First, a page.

One of the benefits of mediation for divorcing parties is that the process is confidential. What happens in mediation generally does not become part of the public record, except for any agreements signed by the parties. The parties involved in mediation do not have to worry about their statements being used against them in court, even if mediation is not successful.
Sealing Divorce Records
Certain court matters or parts of a divorce may be sealed by the court. A sealed court record or document is generally not available to the public. If anyone wants access to sealed court documents, they generally have to get a court order to view the records.
There may be a number of reasons why the court wants to seal records related to a divorce. Many court records that deal with children or individuals under the age of 18 are sealed, to protect the interests of the child. A child in a divorce record may be referred to by initials or the court may seal certain records relating to a child.
Cases involving domestic violence or stalking are often subject to sealed court restrictions. In a divorce, if a spouse alleges domestic violence, sexual assault, or stalking by a spouse, the court may decide to seal those records.
A court may seal records on their own accord, depending on the state laws and the determination of the judge. However, if one or more parties in a divorce want all or certain records sealed, they generally have to request the court to seal the records.
Generally, in order to have the court seal court records, the parties have to articulate specific reasons for closure, given the presumption in favor of open records. The parties may have to “identify specific and tangible threats to important values,” that would be harmed if the records are not sealed.
If you want divorce records sealed, talk to your Missouri family law attorney about your rights and options.
Searching Divorce Records
Divorce and marriage records are public for a number of reasons. Whether a person is single or married may have implications on a number of legal matters, including tax filing, property ownership, parenting rights, and insurance coverage. It is also a crime to marry another person when the individual is already married.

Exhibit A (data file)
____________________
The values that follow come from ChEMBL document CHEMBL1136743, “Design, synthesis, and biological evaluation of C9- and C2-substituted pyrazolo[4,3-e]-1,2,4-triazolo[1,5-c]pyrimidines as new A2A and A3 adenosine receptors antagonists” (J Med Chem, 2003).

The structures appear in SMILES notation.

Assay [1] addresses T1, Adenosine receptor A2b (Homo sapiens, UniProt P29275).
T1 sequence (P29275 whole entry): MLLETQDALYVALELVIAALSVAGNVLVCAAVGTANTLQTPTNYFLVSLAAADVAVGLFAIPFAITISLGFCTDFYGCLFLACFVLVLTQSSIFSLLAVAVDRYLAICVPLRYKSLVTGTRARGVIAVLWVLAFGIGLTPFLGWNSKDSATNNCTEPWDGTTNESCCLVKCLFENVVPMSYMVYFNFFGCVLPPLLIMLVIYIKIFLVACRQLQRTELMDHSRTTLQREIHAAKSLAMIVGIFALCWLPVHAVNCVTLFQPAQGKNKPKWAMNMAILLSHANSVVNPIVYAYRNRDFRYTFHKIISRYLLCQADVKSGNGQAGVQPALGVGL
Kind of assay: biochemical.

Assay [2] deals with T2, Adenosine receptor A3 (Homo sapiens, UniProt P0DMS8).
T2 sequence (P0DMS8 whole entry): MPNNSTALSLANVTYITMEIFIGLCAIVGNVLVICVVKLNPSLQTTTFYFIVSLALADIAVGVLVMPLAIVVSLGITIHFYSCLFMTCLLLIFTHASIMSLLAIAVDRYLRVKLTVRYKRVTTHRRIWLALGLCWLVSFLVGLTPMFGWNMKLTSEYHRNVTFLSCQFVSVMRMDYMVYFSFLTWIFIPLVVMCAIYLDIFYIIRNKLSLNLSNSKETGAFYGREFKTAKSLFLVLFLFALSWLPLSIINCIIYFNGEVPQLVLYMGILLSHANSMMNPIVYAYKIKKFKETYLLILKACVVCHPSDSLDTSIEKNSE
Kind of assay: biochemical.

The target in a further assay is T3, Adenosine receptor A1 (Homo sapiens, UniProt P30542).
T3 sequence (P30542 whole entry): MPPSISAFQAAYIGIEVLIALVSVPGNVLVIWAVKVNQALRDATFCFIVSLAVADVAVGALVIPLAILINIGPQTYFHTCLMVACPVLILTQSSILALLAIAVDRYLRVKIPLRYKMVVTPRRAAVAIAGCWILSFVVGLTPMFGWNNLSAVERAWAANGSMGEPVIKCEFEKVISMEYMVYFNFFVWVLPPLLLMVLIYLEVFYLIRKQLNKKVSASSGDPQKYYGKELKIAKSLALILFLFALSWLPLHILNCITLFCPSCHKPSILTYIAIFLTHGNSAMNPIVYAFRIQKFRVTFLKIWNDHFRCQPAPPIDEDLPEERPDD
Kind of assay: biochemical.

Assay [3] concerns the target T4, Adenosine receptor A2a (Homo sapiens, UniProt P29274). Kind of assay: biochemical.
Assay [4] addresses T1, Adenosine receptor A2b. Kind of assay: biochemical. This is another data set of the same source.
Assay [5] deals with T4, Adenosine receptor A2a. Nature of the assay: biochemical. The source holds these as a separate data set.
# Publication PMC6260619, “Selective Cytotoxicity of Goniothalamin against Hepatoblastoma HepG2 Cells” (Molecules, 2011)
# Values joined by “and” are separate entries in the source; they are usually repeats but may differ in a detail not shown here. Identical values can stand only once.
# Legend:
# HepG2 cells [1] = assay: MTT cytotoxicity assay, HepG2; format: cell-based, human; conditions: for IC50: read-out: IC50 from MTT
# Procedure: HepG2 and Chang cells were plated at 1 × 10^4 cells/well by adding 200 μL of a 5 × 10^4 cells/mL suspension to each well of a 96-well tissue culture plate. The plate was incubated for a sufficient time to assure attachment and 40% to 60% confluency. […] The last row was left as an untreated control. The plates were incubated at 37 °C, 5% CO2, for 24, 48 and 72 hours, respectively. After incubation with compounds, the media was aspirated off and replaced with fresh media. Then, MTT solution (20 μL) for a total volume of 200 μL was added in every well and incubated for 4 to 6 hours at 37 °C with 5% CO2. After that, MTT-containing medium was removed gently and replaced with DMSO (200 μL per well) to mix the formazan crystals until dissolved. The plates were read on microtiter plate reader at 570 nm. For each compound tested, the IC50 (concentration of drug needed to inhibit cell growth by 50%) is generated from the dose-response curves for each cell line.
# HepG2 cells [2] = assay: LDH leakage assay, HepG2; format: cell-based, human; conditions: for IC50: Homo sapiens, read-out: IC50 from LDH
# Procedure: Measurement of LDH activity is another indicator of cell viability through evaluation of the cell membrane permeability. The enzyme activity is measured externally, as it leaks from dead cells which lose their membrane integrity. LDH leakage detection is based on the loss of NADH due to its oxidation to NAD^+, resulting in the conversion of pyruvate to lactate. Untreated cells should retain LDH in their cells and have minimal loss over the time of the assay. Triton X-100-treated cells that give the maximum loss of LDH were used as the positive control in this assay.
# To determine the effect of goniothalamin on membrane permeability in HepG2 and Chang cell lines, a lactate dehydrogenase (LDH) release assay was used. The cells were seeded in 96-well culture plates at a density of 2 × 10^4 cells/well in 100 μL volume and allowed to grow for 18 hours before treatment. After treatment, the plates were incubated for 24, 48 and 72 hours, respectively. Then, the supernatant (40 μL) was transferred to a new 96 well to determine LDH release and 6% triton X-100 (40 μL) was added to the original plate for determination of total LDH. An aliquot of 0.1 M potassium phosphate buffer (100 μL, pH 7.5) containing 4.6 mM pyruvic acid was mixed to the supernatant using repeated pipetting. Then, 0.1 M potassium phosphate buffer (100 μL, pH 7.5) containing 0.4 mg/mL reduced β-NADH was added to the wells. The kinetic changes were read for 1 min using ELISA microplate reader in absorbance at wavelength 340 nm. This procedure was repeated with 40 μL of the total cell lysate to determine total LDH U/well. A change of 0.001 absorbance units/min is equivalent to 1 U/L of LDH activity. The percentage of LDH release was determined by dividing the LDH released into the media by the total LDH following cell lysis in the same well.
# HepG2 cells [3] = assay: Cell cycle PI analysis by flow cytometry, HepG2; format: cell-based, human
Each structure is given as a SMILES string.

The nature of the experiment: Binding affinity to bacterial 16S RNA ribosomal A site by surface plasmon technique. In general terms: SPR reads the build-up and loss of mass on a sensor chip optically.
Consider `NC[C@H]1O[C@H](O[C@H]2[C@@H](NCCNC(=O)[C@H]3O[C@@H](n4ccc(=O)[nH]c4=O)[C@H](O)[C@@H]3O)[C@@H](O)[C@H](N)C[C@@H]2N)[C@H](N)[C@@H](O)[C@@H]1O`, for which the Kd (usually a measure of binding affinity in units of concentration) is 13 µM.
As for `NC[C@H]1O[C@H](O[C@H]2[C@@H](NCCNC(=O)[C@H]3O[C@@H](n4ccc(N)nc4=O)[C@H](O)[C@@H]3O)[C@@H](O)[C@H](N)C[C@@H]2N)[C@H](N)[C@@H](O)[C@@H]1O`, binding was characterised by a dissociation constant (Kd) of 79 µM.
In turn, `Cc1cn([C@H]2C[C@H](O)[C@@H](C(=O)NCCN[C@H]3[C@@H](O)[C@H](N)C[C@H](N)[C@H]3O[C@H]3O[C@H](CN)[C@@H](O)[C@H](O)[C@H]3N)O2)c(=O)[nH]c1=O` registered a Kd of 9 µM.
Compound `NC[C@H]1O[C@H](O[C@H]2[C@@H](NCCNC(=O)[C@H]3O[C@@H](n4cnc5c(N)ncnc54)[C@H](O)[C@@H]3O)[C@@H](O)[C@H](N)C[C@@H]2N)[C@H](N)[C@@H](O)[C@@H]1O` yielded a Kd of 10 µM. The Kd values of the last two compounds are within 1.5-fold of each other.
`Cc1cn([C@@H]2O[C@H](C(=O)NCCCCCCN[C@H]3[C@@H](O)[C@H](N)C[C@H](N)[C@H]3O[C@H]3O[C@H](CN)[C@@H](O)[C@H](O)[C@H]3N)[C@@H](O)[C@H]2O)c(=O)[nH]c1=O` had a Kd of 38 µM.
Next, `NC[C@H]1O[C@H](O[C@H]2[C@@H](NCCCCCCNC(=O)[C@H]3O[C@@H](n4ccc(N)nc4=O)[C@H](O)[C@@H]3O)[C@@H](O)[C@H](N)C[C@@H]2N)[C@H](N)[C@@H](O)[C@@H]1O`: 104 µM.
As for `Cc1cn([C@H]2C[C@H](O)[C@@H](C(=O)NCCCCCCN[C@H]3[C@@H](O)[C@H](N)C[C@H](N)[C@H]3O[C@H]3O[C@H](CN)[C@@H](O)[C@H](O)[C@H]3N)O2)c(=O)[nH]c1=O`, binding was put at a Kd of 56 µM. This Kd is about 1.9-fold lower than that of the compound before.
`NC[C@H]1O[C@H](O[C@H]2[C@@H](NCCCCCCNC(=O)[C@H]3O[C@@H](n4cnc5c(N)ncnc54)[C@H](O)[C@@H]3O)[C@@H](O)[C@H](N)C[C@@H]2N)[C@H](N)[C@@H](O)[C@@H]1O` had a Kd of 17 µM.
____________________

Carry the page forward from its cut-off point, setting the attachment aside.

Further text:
Individuals in Missouri can search for records of marriage or divorce through the Bureau of Vital Records in Jefferson City. The Certified Statement Relating to Marriage or the Certified Statement Relating to Divorce issued by the Department of Health and Senior Services will only include:
- Names of both spouses,
- Date of marriage/divorce, and
- County where the marriage/divorce was recorded.
Locally, marriage licenses can be obtained from the Recorder of Deeds Office in the county where the license was obtained. Divorce decrees can be obtained from the Circuit Clerk in the county where the divorce was granted.
If someone wants to access public court records, they can access all public records held in local and state governments, including county courts. Under Mo. Rev. Stat. § 610.011, “It is the public policy of this state that meetings, records, votes, actions, and deliberations of public governmental bodies be open to the public unless otherwise provided by law.”
Under Mo. Rev. Stat. § 610.023: “Each public governmental body shall make available for inspection and copying by the public of that body's public records.”
Talk to an Experienced Missouri Family Law Attorney
Divorce disputes may be handled privately or through mediation to keep them private. Alternatively, you may be able to seal divorce records to keep them away from the eyes of the public. Cass County family lawyer Joshua Wilson has years of experience in divorce disputes, including successfully protecting the privacy of individuals and their children in a divorce. Contact the Joshua Wilson Law Firm today at (816) 331-9968 for a consultation.